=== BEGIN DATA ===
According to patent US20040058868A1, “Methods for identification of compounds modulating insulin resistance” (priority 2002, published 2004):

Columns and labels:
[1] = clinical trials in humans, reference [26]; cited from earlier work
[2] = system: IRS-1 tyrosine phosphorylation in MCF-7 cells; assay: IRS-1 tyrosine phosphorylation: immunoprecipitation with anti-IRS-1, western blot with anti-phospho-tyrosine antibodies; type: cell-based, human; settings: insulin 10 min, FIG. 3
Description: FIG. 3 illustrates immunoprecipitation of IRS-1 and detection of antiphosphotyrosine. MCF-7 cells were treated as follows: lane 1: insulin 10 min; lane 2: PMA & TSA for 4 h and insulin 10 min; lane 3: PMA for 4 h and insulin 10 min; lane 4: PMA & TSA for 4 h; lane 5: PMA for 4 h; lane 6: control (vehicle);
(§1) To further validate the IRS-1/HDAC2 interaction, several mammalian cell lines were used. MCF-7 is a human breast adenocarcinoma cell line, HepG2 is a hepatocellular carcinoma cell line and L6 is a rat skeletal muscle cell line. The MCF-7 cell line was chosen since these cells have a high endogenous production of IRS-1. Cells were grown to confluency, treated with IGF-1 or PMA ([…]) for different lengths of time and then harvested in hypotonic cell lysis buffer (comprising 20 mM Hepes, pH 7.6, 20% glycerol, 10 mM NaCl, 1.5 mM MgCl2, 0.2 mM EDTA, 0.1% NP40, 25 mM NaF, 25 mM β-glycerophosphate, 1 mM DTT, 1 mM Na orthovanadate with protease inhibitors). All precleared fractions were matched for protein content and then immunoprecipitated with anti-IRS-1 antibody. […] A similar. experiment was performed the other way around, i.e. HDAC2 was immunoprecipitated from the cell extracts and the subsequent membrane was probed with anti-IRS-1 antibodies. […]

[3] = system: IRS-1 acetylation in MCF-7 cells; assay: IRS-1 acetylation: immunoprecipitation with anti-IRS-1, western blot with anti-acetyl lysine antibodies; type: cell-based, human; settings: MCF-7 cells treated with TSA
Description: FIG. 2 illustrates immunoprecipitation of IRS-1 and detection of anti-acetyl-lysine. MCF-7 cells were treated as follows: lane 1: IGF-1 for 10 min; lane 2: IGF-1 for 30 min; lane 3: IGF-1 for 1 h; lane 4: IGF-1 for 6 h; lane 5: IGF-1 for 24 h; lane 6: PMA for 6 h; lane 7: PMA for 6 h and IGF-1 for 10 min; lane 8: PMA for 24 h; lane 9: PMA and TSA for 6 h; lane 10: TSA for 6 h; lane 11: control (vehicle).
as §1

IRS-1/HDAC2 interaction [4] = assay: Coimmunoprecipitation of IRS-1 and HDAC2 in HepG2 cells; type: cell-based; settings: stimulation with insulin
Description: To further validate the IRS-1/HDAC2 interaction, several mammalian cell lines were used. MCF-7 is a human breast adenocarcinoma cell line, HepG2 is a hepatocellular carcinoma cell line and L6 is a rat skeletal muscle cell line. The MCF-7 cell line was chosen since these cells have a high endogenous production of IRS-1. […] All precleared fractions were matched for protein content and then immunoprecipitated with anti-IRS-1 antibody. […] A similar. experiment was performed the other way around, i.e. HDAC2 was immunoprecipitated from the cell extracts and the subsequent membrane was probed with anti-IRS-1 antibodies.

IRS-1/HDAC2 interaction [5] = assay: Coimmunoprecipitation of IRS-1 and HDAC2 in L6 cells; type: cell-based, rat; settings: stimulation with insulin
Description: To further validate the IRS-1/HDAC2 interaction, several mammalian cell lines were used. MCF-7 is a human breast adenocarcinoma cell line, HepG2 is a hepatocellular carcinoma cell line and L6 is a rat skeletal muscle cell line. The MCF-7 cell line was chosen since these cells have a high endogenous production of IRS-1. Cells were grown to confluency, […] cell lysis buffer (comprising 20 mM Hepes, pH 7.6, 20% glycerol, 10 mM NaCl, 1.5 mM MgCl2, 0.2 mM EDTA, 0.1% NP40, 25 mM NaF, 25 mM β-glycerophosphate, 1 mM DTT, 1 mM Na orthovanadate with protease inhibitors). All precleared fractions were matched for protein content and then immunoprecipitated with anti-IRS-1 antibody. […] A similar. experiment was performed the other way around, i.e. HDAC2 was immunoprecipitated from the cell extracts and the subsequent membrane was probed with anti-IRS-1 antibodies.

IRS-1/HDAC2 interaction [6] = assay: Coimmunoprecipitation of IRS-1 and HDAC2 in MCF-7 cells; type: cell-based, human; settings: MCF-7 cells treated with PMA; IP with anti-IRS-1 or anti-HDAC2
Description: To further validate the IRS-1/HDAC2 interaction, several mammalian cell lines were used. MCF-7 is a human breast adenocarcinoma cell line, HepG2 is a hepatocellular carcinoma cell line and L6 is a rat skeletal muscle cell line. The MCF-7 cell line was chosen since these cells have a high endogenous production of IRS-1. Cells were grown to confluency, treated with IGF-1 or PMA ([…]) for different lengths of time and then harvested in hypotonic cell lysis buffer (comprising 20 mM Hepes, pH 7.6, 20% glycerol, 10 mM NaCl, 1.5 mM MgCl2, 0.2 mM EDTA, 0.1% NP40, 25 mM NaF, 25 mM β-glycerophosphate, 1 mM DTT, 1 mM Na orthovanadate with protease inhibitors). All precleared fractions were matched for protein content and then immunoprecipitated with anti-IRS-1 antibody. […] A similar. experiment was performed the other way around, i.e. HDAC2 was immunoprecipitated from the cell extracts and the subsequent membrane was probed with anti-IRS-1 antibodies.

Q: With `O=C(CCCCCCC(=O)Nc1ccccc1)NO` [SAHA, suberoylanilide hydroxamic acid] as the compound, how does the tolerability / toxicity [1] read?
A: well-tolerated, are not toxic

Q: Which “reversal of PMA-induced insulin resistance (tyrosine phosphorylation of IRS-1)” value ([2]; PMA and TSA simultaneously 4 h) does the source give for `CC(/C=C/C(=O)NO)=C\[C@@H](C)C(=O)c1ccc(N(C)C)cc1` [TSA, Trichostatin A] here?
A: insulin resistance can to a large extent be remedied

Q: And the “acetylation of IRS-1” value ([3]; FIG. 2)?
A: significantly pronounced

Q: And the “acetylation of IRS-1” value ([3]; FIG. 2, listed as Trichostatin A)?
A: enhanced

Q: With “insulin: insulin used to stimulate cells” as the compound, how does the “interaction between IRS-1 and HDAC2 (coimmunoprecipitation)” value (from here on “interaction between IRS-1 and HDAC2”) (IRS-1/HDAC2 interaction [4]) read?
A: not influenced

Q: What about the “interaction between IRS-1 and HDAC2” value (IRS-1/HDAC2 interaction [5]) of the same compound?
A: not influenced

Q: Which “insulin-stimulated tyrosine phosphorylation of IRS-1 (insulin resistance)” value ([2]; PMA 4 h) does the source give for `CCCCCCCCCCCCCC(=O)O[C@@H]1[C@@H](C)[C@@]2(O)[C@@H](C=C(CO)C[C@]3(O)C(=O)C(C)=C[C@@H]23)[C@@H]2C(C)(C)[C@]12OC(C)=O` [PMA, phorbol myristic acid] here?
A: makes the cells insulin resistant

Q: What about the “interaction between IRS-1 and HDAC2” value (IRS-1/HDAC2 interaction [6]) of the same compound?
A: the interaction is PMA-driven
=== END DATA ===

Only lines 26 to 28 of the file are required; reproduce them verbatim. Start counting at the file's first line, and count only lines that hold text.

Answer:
Q: What about the “interaction between IRS-1 and HDAC2” value (IRS-1/HDAC2 interaction [5]) of the same compound?
A: not influenced

Q: Which “insulin-stimulated tyrosine phosphorylation of IRS-1 (insulin resistance)” value ([2]; PMA 4 h) does the source give for `CCCCCCCCCCCCCC(=O)O[C@@H]1[C@@H](C)[C@@]2(O)[C@@H](C=C(CO)C[C@]3(O)C(=O)C(C)=C[C@@H]23)[C@@H]2C(C)(C)[C@]12OC(C)=O` [PMA, phorbol myristic acid] here?